The IRS recently released Notice 2021-49 (the “Notice”), which provides additional guidance for employers who are claiming the employee retention tax credit for the third and fourth quarters of 2021 based on enhancements to the tax credit enacted in the American Rescue Plan Act of 2021 (the “ARPA”). The ARPA extended the employee retention tax credit for “qualified wages” paid to employees between July 1st and December 31st of 2021, and the Notice clarifies that the rules applicable to claiming the enhanced employee retention tax credit under the ARPA are generally the same as those for claiming the credit under the CARES Act. The Notice provides additional guidance on several miscellaneous issues with respect to the credit and also responds to questions received by the IRS related to the credit, including, among others: The definition of full-time employee and whether that definition includes full-time equivalents; The treatment of tips as… Continue Reading
Because of the various benefits, securities, and tax laws that apply to equity awards, what may be permissible (and even commonplace) in one jurisdiction, may be problematic in another. Accordingly, whenever an issuer desires to issue equity awards to service providers (e.g., employees or contractors) in a different jurisdiction, the issuer should engage benefits, securities, and tax counsel in all relevant jurisdictions early in the process to avoid any unanticipated issues that could negatively impact the value or purpose of the awards. For example, a common issue occurs when the issuer is an entity outside of the United States, but equity awards will also be made to service providers in the United States. Under U.S. tax law, there are specific requirements for determining the exercise price of stock options and stock appreciation rights (under Section 409A of the U.S. Internal Revenue Code (?Ç£Section 409A?Ç¥)) that require the exercise price to… Continue Reading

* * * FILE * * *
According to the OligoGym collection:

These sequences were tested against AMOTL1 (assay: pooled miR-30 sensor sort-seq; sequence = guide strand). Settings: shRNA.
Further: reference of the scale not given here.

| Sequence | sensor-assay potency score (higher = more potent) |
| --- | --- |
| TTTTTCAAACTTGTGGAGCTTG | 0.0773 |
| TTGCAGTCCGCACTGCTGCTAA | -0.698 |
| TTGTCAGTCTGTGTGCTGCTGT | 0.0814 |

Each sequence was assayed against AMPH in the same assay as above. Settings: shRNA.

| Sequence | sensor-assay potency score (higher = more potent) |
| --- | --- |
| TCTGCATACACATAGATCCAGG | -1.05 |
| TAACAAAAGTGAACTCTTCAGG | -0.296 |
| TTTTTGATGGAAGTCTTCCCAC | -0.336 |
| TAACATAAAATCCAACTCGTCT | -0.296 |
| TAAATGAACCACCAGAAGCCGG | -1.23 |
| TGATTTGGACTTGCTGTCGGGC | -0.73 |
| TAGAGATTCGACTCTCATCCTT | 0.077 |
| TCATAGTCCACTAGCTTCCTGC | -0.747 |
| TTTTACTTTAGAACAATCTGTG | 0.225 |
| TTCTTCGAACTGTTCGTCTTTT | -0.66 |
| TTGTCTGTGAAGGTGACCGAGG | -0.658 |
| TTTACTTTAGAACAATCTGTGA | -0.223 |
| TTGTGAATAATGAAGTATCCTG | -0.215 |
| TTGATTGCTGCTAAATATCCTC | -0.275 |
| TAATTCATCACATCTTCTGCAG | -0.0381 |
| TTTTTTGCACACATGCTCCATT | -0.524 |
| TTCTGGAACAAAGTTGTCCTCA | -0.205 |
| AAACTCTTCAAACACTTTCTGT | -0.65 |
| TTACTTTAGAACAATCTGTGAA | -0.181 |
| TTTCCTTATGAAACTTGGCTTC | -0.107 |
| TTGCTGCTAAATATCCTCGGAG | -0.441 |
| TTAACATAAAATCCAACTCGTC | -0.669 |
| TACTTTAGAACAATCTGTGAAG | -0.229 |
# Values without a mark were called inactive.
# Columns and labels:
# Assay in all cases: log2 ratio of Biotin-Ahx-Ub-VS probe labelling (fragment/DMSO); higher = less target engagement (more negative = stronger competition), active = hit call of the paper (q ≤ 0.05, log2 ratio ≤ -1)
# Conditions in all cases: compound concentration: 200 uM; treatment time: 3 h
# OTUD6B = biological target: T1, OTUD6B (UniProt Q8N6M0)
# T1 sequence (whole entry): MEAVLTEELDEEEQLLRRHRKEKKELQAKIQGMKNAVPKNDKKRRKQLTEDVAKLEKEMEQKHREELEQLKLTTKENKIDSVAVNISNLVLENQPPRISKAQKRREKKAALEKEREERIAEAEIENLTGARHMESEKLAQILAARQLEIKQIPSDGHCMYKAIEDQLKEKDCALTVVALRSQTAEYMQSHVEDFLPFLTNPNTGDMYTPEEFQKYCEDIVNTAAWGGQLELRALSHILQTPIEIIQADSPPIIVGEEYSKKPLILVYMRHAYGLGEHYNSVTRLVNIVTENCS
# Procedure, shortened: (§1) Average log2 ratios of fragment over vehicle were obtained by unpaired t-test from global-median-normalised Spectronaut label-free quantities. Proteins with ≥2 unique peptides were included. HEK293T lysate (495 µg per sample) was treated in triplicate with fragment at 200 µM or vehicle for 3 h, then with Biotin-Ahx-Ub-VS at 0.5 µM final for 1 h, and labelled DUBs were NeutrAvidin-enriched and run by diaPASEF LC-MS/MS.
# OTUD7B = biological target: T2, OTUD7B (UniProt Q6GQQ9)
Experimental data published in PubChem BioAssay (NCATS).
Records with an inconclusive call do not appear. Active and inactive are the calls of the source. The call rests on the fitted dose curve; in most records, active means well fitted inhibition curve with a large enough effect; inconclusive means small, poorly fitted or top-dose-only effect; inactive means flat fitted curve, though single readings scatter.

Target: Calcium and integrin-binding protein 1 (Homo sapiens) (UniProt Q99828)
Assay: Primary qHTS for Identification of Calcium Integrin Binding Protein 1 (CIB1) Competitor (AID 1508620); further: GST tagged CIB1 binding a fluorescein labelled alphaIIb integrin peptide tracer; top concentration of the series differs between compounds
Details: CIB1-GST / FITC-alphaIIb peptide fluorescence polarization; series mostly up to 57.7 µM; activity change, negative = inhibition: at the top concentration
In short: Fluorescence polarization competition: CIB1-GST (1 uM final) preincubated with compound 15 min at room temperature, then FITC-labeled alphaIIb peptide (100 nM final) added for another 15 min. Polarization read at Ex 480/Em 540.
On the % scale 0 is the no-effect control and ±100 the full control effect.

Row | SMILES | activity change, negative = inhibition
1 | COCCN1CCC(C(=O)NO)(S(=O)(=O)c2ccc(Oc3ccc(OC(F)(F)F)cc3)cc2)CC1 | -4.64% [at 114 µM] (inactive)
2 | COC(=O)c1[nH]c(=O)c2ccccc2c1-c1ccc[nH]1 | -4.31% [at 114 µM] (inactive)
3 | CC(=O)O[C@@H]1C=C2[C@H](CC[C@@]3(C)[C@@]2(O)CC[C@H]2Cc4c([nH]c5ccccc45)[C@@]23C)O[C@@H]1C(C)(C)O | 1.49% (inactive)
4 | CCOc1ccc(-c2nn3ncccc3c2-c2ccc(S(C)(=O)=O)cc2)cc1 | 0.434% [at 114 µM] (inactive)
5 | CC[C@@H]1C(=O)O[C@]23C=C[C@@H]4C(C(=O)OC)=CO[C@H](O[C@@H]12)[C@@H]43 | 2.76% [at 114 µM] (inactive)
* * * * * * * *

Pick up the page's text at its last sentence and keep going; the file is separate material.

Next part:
Pursuant to Section 274 of the COVID-related Tax Relief Act of 2020, the IRS recently issued Notice 2021-11 which extends the repayment dates for the payroll tax deferral relief provided under IRS Notice 2020-65 (discussed in our prior blog post here). Under IRS Notice 2020-65, deferred employment taxes had to be withheld and remitted to the IRS in substantially equivalent installments from wages or other compensation paid to employees between January 1, 2021 and April 30, 2021, with interest and penalties on unpaid deferred taxes beginning to accrue on May 1, 2021. Under Notice 2021-11, the timing for withholding and payment of these taxes is extended through December 31, 2021, and the date that interest and penalties begin to accrue on unpaid deferred taxes is delayed until January 1, 2022. Notice 2021-11 is available here.
Federal Tax Withholding and Reporting Requirements for Distributions from a Qualified Retirement Plan to a State?ÇÖs Unclaimed Property Fund
Third party administrators for employer-sponsored qualified retirement plans often recommend to employers that unclaimed account balances for mandatory cash-outs of small amounts (under $1,000) be remitted to the unclaimed property fund for the participant?ÇÖs state of residence. The IRS recently clarified in Rev. Rul. 2020-24 that amounts remitted to a state?ÇÖs unclaimed property fund are subject to withholding under Section 3405 of the Internal Revenue Code (the ?Ç£Code?Ç¥) and, in the event the amounts distributed exceed $10, reporting under Section 6047 of the Code. A plan sponsor will not be treated as failing to comply with the withholding and reporting requirements with respect to payments made before the earlier of January 1, 2022 or the date it becomes reasonably practicable for the plan sponsor to comply with such requirements. An employer that sponsors a qualified retirement plan should discuss this guidance with their plan?ÇÖs third-party administrator to ensure that any… Continue Reading